Let me explain my logic.  They started with the Hickel template that had 36 districts from the original Proclamation Plan.  The four they had to work on were all Alaska Native districts (HD 36, 37, 38, and 39.)  To make them work they decided to borrow population from Fairbanks districts.  This then had a ripple effect which included getting into Matsu districts and Kenai districts.  In the quote above, they don't mention Kenai and Matsu as unchanged.  That seems to contradict the quote before it which says ". . .Kenai, and Mat-Su Borough were not in any manner influenced by VRA considerations."  The way I see it, the ripples from getting districts 36, 37, 38, and 39 to work affected Matsu and Kenai districts. Though I acknowledge my own head is getting foggy at this point.

An additional issue is that they used the VRA districts 37 and 38 to justify making changes in Fairbanks that then paired two Democratic Senators (but left an adjacent open district without an incumbent in it that could have left the two Dems in separate districts) and other tricks that made incumbent Democrats more vulnerable.

I'm convinced that the Fairbanks districts were tinkered with to make it easier to elect Republicans.  The city of Fairbanks was split up - one of the subjects of the original court challenge - and there were little attempted and realized protrusions sticking into other districts that enabled a particular politician here to run in a neighboring district, or to exclude a politician from his traditional district.  Here's a post from the original court hearing before the Superior Court discussing political gerrymandering to give a sense of why I believe this.  I also watched how the original Fairbanks districts were brought to the Board and approved.

I'd note that the dissenting opinion on the Court pointed out that the 'blank spaces' on the template made up half the geography of the state and were bigger than Texas so they had lots of room to play with.  

Question 3:  Does it make sense to draw the maps to meet the Alaska Constitution without thinking about VRA?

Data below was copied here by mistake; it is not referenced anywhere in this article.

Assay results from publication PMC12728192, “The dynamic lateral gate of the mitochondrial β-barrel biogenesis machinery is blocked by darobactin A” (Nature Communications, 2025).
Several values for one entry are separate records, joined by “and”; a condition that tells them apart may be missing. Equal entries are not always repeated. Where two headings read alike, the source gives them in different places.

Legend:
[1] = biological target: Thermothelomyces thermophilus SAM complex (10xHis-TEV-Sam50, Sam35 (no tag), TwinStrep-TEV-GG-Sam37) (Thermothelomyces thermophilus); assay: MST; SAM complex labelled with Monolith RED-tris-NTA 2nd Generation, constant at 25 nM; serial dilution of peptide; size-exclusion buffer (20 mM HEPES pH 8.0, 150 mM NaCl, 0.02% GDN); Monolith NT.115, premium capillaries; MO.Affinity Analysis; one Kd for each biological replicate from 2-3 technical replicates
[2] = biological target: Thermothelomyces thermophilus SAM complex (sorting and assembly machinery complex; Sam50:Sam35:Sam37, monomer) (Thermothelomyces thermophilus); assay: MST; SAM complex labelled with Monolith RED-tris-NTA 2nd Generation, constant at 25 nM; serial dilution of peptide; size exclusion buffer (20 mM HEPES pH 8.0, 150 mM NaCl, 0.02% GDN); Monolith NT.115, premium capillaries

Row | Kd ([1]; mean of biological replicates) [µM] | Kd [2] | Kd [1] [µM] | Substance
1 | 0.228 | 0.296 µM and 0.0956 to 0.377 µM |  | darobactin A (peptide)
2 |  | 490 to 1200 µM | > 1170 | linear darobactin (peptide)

I've pondered this question throughout the process.  I understand the Court's logic that they need a good constitutional map so they can tell if, really, only the least amount of variance from the Constitutional requirements were made to meet the VRA requirements, or if the VRA was used as an excuse to gerrymander the districts.

But I think this is where the painting metaphor fits in.  It appears (I can't prove this) that doing the districts without keeping the VRA in mind could lead you to painting yourself in a corner.  You could do the whole state with beautifully constitutional districts (compactness will always be a problem for a couple of districts though) but then getting from there to VRA approval may cause even greater variance from the Constitution than if you had kept the VRA in mind all along.  Why?  Because the constitutional districts you come up with, if you ignore VRA totally, may be so at variance with the VRA that to change them to meet VRA would cause serious boundary moving.  All this, of course, assumes the Board members have no political motivation at all. 

It is a variation of the chicken and the egg dilemma.  Board member Brodie was at odds with the rest of the Board from the beginning.  He felt that the focus on the Native districts first - really just eight or nine districts out of forty - meant the board was spending, in his words, 90% of our time on 10% of the population.  That would mean at the end, they would have relatively little time to work out all the other districts where most of the population lived. And that's what happened.

Fairbanks and Anchorage maps were brought in by members and played with in a day each - at least so fast that it was hard to know what the districts looked like and the practical implications before they voted to approve them.  Was that intentional?  My guess for Fairbanks is definitely yes.  And I'm sure they wanted to minimize the public's opportunities to see and comment on how they played with boundaries like adding a mostly white and Republican Eagle River House district to the Senate district of the only African-American in the legislature. 

Back To The Board's Assertions:

So, what does this discussion mean in terms of the Board's assertions in their Petition?
"Second, the Court also misconstrues the material fact that the configuration of the House districts used in the Hickel template somehow limited the configuration of the Board's final Hickel plan. . ."